The Senate rejected a bill that would have expanded the scope of background checks for potential gun owners on Wednesday. In a speech following the defeat, President Obama cited conservative control of the Senate as the reason for the loss: "A few minutes ago, 90% of Democrats in the Senate just voted for [gun control]. But it's not going to happen because 90% of Republicans in the Senate just voted against that idea." One senator, Joe Manchin, (D-WV), recently suggested that his fellow members were inclined to vote the bill down because of political pressure from the National Rifle Association.
Multiple sources agree that 90 percent of Americans approve of universal background checks and more stringent requirements for gun owners in general. Vice President Joe Biden explained Wednesday's outcome despite that fact with a quote from a conversation he had with a Congressperson: "that 10 percent who doesn't agree [with gun control], they are going to show up. They’re going to show up and vote." The Washington Post reports that NRA members and other anti-gun control advocates visit their representatives with more frequency than pro-gun control individuals.
In anticipation of heightened efforts by the pro-gun control lobby, a representative from the organization stated "we are prepared for a very long war and a very expensive war."
The National Rifle Association and its supporters have been active in opposing gun control measures since December 2012. In response to the shooting at Sandy Hook Elementary, CEO Wayne LaPierre called for protective measures in the form of armed sentinels in schools and other public places, not limitations on who can and cannot purchase arms. He said gun control legislation violates the Second Amendment.
Media Resources: Los Angeles Times 4/18/2013; The Washington Post 4/18/2013; Feminist Daily Newswire 01/30/13
8/28/2015 Alaska Court Protects Abortion Access for Low-Income Women - The Alaska Superior Court struck down a state law yesterday that would have severely limited abortion access for low-income women in Alaska.
The state's Superior Court also struck down a Department of Health and Social Services regulation that placed narrow specifications on Medicaid coverage for abortions, requiring that Medicaid-funded abortions be determined by a physician to be "medically necessary." Last year, the Center for Reproductive Rights, the American Civil Liberties Union, and Planned Parenthood sued on behalf of the Planned Parenthood of the Great Northwest, claiming that the narrow definition of "medically necessary" arbitrarily established conditions designed to restrict the ability of low-income women to access abortion services.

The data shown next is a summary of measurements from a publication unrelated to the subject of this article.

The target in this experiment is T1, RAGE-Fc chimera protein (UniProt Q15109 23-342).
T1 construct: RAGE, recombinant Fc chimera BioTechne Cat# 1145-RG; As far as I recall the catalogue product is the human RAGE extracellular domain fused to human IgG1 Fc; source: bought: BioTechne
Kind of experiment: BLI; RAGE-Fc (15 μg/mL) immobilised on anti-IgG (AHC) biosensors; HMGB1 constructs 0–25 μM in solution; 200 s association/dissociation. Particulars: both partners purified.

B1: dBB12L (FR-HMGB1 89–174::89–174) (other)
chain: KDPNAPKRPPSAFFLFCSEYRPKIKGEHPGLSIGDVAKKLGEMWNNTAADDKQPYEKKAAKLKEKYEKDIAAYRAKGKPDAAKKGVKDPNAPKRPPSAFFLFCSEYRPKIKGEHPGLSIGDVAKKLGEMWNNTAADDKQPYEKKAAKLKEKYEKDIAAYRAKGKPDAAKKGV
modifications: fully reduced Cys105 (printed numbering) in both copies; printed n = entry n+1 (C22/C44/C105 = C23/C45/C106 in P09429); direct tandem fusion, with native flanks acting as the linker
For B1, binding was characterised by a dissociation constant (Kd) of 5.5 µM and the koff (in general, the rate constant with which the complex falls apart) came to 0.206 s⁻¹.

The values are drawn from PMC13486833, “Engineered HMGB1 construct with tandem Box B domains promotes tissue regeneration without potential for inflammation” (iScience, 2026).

The law was temporarily blocked last July by an Alaskan state court judge.
Superior Court Judge John Suddock ordered yesterday that the state be blocked from implementing this regulation, ruling that it placed an undue burden on low-income women seeking abortion services in Alaska.
"By providing health care to all poor Alaskans except women who need abortions, the challenged regulation violates the state constitutional guarantee of 'equal rights, opportunities, and protection under the law'," the ruling read.
"We applaud the superior court for striing down these cruel restrictions on women's health and rights that violate the Alaska Constitution," said Chris Charbonneau, CEO of Planned Parenthood of the Great Northwest and the Hawaiian Islands. . . .
8/26/2015 Saudi Women Prepare to Vote for the First Time - The fight for gender equality is making slow but notable progress in Saudi Arabia, where women will be allowed to vote for the first time in upcoming December elections.
This shift in Saudi law came in 2011, when a royal decree announced that women would be allowed to vote and run in local elections beginning in December of 2015. . . .